There are several ways the open hardware development could be funded. First, federal governments can use standard calls for proposals (CFPs) specifically requiring open-source licensing of the FOSH technologies listed. Already, for example, the U.S. National Science Foundation (NSF) is investing USD $20 million in the Pathways to Enable Open-Source Ecosystems (POSE) program [53]. The NSF aims to “harness the power of open-source development for the creation of new technology solutions to problems of national and societal importance” [53]. Prior work has shown that open-source investment should result in an extremely high return on investment (ROI) in FOSH [29]. The funding would work as normal university or industry grants/contracts, with the exception that rather than fund researchers and allow them to gain a monopoly on the intellectual property, instead there would be an open-source license agreement mandate. In this way, the researchers are still funded, but the benefits of the research accrue to society more directly. Surveys indicate that the vast majority of faculty would be amenable to open-source development as they would accept an open-source-endowed chair requiring them to open source all of their work [54]. Additionally, national and international funding agencies may wish to sponsor challenges or contests such as the XPRIZE to promote development of FOSH toward specific technical goals by offering “bounties”, scholarships, tax breaks, national park passes, lottery entries, awards or even citizenship. The latter rewarding of innovators of citizenship could be a particularly strong incentive to innovate given the current demand in some countries.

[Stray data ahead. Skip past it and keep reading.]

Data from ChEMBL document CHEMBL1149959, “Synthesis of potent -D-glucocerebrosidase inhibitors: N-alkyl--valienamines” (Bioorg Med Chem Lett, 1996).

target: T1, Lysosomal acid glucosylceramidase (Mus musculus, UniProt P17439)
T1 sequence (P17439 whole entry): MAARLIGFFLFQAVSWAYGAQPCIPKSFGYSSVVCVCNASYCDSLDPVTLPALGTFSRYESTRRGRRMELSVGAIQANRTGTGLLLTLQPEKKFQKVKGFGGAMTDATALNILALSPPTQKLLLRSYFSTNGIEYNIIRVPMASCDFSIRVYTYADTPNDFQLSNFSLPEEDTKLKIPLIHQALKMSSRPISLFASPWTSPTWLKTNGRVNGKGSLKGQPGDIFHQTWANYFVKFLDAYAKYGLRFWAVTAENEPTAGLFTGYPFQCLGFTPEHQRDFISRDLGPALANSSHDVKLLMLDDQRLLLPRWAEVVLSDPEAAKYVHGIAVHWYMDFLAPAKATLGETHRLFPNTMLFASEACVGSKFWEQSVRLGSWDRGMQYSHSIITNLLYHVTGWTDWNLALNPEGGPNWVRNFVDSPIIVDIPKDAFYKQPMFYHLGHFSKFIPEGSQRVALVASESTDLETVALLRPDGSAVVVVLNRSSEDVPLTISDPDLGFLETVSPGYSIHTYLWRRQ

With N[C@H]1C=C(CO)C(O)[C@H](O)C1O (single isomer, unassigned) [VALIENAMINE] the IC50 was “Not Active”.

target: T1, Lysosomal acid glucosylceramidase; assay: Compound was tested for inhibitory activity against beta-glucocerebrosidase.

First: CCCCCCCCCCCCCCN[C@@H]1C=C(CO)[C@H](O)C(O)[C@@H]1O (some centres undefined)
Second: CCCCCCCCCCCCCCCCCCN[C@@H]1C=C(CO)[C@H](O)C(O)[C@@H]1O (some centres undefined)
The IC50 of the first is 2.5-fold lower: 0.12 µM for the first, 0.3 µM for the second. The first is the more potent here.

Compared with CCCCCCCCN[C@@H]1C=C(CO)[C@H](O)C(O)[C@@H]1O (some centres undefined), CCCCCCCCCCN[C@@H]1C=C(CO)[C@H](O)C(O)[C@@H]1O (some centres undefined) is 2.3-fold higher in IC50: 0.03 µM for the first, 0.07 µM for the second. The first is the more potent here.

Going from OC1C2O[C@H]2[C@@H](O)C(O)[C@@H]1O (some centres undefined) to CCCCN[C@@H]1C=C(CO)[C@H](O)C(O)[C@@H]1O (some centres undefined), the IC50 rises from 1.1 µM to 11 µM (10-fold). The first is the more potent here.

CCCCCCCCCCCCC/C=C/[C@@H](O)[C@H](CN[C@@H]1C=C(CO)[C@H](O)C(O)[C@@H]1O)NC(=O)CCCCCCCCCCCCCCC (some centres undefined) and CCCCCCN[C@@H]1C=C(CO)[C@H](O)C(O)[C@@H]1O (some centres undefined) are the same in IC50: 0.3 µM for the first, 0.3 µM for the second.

In addition to funding and incentivizing FOSH development, governments can also use their purchasing power to accelerate the adoption of FOSH developed in the national interest. This can be achieved by having purchasing policy preferences for open-source technologies. This would include prioritizing funding for open-source technologies over purchasing proprietary commercial products. The government could also make bulk purchases of materials or provide tax breaks for those manufacturing or purchasing FOSH that supports the national interests. Lastly, national governments have the opportunity of creating a free online database of tested, vetted, and validated FOSH to further national interests. It could act as an equivalent to a digital twin model being used in industry [55]. The database would include the bill of materials (BOMs), digital designs files (e.g., CAD), instructions for assembly and operation, and raw source code for all software and firmware. In order to vet designs, governments could provide funding to universities, companies, and/or utilize technical staff at government labs. Already, the U.S. National Institute of Health maintains an open design database called the 3D Print Exchange [56] and the United Nations is evaluating starting an open hardware database for appropriate technology to meet its sustainable development goals [57].

This entry is adapted from the peer-reviewed paper 10.3390/technologies10020053